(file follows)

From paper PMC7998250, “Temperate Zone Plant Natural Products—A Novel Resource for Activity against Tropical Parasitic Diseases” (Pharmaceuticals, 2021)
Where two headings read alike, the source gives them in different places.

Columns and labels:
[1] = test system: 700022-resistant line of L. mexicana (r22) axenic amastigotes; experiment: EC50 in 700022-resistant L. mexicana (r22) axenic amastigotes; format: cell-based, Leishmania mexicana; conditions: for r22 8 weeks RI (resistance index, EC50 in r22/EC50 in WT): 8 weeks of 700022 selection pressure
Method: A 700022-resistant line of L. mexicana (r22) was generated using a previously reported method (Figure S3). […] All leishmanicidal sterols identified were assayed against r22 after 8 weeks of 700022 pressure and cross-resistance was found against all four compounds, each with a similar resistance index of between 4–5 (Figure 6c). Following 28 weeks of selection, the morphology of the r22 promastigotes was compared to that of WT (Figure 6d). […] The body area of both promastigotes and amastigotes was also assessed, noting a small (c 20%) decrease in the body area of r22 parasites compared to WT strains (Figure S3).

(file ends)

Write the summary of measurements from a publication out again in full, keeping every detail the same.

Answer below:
From paper PMC7998250, “Temperate Zone Plant Natural Products—A Novel Resource for Activity against Tropical Parasitic Diseases” (Pharmaceuticals, 2021)
Where two headings read alike, the source gives them in different places.

Columns and labels:
[1] = test system: 700022-resistant line of L. mexicana (r22) axenic amastigotes; experiment: EC50 in 700022-resistant L. mexicana (r22) axenic amastigotes; format: cell-based, Leishmania mexicana; conditions: for r22 8 weeks RI (resistance index, EC50 in r22/EC50 in WT): 8 weeks of 700022 selection pressure
Method: A 700022-resistant line of L. mexicana (r22) was generated using a previously reported method (Figure S3). […] All leishmanicidal sterols identified were assayed against r22 after 8 weeks of 700022 pressure and cross-resistance was found against all four compounds, each with a similar resistance index of between 4–5 (Figure 6c). Following 28 weeks of selection, the morphology of the r22 promastigotes was compared to that of WT (Figure 6d). […] The body area of both promastigotes and amastigotes was also assessed, noting a small (c 20%) decrease in the body area of r22 parasites compared to WT strains (Figure S3).